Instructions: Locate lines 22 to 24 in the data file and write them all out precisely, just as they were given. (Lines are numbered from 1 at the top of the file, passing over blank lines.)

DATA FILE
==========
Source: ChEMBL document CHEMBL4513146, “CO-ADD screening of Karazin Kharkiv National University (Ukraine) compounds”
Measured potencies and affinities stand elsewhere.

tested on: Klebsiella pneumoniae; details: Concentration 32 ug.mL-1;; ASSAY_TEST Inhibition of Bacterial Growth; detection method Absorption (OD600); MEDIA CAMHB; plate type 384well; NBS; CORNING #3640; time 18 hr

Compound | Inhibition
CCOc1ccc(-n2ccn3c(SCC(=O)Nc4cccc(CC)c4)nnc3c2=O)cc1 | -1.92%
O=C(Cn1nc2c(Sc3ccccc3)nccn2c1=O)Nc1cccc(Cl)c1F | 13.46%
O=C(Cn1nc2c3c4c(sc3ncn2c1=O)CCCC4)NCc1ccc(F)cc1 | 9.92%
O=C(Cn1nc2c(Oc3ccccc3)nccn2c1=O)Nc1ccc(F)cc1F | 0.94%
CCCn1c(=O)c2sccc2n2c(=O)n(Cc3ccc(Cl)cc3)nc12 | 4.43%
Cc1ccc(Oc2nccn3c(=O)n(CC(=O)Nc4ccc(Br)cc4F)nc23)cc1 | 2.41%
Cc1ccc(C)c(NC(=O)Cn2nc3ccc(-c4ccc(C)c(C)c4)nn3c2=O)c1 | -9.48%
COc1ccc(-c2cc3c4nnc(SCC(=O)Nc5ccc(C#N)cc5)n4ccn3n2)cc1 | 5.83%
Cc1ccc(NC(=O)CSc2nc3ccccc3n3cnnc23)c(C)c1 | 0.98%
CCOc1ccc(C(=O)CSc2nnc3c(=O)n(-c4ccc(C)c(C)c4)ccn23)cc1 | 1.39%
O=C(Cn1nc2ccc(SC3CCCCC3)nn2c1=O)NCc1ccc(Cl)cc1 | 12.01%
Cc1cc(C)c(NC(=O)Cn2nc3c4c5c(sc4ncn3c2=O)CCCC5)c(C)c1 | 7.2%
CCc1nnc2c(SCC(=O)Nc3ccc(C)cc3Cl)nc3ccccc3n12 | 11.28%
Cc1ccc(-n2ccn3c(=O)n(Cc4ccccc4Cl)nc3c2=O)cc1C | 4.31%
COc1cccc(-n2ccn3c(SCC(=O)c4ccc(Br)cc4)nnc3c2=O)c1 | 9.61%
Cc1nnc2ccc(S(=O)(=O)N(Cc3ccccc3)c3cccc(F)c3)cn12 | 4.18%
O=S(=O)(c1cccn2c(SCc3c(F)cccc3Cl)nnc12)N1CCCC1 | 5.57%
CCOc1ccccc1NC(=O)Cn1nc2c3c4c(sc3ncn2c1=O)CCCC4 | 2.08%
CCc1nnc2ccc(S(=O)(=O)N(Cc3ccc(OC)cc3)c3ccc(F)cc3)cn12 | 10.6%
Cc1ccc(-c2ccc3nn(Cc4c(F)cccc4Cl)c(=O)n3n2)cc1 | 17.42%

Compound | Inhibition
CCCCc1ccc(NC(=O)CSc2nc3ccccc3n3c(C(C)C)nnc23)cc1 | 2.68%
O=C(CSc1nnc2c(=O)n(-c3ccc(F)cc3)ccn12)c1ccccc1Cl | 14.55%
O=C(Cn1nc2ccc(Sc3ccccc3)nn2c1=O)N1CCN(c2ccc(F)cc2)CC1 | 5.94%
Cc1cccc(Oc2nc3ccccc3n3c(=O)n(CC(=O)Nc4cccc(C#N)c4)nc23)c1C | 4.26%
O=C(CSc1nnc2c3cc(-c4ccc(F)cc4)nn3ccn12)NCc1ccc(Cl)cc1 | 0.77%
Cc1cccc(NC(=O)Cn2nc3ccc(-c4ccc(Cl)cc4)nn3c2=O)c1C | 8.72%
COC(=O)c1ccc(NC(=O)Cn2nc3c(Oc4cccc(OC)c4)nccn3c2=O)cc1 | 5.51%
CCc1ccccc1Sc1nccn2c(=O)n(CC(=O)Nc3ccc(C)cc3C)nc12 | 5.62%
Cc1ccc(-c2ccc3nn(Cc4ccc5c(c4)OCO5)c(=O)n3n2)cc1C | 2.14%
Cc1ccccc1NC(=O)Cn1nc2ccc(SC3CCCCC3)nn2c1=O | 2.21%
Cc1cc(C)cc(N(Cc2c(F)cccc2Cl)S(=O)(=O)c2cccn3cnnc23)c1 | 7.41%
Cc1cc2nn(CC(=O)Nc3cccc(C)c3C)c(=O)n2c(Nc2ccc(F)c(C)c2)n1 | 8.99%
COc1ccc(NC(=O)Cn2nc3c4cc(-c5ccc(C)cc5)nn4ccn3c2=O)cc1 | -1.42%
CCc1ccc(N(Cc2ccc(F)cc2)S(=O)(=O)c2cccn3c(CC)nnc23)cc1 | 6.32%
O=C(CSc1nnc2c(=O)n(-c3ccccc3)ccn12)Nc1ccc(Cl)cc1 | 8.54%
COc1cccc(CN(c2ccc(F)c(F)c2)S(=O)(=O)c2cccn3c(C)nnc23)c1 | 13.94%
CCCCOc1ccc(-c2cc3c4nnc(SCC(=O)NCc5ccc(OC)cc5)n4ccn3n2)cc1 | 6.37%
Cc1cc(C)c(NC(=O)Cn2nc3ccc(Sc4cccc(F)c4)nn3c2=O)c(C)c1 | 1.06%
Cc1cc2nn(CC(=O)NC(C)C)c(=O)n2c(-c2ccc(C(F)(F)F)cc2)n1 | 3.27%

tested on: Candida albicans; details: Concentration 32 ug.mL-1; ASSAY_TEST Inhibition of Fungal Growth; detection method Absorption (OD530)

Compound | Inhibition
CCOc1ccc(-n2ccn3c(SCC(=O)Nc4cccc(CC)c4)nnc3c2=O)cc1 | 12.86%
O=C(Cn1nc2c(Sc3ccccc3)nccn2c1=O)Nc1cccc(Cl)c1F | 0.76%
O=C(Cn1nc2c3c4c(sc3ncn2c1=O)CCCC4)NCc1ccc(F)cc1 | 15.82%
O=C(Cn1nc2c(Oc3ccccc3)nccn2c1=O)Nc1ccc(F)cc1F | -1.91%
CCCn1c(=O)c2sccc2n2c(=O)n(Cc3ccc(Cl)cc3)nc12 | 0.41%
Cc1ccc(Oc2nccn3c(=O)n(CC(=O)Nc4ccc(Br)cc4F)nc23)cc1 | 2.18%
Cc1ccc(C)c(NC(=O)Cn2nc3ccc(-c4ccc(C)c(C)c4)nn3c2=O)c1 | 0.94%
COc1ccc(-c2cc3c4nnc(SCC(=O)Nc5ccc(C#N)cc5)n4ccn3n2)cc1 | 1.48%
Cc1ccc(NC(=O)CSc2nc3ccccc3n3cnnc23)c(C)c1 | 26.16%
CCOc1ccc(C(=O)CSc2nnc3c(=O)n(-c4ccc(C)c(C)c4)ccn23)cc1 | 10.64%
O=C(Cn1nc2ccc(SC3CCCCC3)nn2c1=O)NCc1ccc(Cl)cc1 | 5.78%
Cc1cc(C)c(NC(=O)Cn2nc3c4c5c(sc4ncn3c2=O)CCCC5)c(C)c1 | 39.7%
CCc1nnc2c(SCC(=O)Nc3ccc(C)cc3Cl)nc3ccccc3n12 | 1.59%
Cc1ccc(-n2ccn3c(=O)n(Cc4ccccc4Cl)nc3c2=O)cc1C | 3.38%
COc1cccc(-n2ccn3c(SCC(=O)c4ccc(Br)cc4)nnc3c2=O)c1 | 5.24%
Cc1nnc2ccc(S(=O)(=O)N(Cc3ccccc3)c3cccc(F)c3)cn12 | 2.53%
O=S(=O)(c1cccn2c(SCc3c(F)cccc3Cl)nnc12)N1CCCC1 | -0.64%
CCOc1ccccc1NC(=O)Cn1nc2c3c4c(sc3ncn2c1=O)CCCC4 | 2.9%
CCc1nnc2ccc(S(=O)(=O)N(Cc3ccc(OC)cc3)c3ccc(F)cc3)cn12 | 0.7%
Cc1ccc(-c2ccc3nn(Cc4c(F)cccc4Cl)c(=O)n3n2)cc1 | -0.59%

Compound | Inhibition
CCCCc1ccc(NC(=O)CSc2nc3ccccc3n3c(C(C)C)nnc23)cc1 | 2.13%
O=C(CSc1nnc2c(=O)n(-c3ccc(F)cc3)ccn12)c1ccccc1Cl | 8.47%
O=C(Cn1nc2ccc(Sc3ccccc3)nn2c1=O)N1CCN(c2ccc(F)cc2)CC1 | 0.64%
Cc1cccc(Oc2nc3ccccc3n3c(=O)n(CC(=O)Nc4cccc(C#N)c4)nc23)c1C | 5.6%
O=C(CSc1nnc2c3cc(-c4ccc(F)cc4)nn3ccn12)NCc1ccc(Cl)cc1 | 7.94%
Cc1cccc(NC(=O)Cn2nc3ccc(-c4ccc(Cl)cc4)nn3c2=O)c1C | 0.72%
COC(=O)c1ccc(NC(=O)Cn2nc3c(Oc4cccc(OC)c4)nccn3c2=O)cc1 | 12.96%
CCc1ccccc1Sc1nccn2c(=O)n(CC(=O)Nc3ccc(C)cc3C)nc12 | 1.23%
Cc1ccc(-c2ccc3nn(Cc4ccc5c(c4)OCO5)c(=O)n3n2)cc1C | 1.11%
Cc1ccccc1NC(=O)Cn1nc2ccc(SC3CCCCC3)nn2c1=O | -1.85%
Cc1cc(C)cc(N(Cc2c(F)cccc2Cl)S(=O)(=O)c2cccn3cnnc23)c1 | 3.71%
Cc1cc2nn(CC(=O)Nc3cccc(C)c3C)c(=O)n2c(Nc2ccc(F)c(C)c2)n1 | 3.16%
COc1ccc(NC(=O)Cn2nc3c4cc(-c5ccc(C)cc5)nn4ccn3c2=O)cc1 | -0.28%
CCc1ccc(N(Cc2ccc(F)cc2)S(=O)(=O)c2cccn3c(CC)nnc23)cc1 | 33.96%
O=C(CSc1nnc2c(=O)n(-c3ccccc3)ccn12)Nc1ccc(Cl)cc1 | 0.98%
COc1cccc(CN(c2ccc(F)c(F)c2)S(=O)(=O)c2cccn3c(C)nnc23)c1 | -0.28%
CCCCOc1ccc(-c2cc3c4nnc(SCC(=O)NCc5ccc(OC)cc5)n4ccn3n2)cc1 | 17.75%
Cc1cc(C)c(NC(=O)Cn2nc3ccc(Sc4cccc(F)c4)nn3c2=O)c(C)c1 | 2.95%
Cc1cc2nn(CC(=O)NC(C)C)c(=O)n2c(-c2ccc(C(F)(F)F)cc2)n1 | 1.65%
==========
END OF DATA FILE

CCOc1ccccc1NC(=O)Cn1nc2c3c4c(sc3ncn2c1=O)CCCC4 | 2.08%
CCc1nnc2ccc(S(=O)(=O)N(Cc3ccc(OC)cc3)c3ccc(F)cc3)cn12 | 10.6%
Cc1ccc(-c2ccc3nn(Cc4c(F)cccc4Cl)c(=O)n3n2)cc1 | 17.42%